Obama’s free trade shell game
Just when you think President Obama is finally serious about seeking congressional approval of pending free trade agreements with Colombia, Panama, and South Korea, another obstacle suddenly appears, creating more delays. It’s like watching endless replays of Charlie Brown, Lucy, and the football. Last week, even as U.S. Trade Representative Ron Kirk was making the rounds ...
Just when you think President Obama is finally serious about seeking congressional approval of pending free trade agreements with Colombia, Panama, and South Korea, another obstacle suddenly appears, creating more delays. It’s like watching endless replays of Charlie Brown, Lucy, and the football.
Last week, even as U.S. Trade Representative Ron Kirk was making the rounds on Capitol Hill extolling the virtues of free trade as an economic stimulator and jobs-creator, Gene Sperling, director of the National Economic Council, came forward to announce, "The administration will not submit implementing legislation on the three pending free-trade agreements until we have a deal with Congress on the renewal of a robust, expanded [Trade Adjustment Assistance] program consistent with the objectives of the 2009 trade adjustment assistance law."
TAA is yet another Big Labor demand to ostensibly help displaced works transition to new careers, but in reality is a "costly and ineffective" $2 billion program that Republicans are naturally averse to renewing in these deficit-stretching times.
But even President Obama correctly observes that what best serves U.S. workers’ interests is ever expanding international trade, saying in March 2010: "Those who once would oppose any trade agreement now understand that there are new markets and new sectors out there that we need to break into if we want our workers to get ahead."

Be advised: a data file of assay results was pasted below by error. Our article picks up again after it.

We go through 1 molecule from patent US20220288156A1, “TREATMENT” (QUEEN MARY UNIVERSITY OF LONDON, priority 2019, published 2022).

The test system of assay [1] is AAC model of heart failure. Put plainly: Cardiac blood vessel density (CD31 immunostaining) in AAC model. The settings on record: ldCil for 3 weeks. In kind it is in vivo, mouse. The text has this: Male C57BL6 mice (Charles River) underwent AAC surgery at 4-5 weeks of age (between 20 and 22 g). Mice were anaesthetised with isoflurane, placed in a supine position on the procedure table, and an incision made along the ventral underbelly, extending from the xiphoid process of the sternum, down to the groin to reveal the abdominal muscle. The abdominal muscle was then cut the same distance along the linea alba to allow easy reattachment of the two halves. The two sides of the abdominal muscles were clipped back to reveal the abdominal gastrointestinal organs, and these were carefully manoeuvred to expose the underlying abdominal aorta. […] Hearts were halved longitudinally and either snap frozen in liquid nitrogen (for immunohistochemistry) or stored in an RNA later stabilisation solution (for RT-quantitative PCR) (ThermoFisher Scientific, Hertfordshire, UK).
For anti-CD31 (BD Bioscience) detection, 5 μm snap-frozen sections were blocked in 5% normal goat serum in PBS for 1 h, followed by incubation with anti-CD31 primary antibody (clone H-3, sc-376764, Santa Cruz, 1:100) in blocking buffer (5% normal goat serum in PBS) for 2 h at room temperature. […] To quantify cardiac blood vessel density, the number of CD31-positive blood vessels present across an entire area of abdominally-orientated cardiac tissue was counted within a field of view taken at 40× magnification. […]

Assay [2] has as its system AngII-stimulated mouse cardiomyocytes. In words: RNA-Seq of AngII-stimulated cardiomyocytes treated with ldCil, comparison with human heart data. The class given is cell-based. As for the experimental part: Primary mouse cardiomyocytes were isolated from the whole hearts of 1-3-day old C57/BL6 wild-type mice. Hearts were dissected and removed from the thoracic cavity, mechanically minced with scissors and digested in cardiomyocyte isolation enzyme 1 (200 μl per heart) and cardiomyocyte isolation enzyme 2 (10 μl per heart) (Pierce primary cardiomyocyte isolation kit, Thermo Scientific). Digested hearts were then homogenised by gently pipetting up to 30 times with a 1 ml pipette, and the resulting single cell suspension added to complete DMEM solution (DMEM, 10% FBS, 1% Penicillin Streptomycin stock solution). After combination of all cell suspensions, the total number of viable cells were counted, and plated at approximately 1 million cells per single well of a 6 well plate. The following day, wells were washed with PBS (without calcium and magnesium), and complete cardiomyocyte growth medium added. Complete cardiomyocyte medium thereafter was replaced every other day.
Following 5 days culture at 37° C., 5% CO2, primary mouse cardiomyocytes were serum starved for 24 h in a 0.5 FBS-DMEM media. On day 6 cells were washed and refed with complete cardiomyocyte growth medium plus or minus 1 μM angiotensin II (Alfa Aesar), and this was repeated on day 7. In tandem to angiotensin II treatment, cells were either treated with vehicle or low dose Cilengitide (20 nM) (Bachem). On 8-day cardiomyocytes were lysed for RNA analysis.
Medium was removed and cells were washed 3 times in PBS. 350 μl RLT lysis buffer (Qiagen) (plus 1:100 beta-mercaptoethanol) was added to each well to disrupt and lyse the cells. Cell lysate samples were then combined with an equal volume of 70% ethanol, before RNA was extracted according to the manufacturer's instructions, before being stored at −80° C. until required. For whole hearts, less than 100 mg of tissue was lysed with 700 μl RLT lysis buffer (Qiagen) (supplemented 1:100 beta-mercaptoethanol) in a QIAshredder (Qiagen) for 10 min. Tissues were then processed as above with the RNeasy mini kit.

Unfortunately, however, these words have not been matched by deeds. Whether its futilely trying to win over Big Labor, re-opening agreements to browbeat our friends into further concessions, or developing "action plans" to submit the agreements to Congress, the result is this: as we dither, the world’s inexorable progress towards free trade continues, putting left-out U.S. companies – and workers – at a further disadvantage.
A South Korean-European Union free trade agreement goes into effect July 1, giving the latter a step-up on their American competitors in that key market. For its part, Colombia has reached agreements with Canada and Mexico, as well as with the European Union, the European Free Trade Association (EFTA), and MERCOSUR.
It’s not just about U.S. economic fortunes either. The damage being done to U.S. credibility around the globe is something we shouldn’t airily dismiss. The gap between our lofty rhetoric on free trade and concrete actions will easily raise doubts on other matters in our national interest, as foreign leaders and populations weigh the risks in making any commitments with the United States, lest they too be left at the altar.
Mr. President, the time for talking the talk on free trade is passed; it’s time to walk the walk.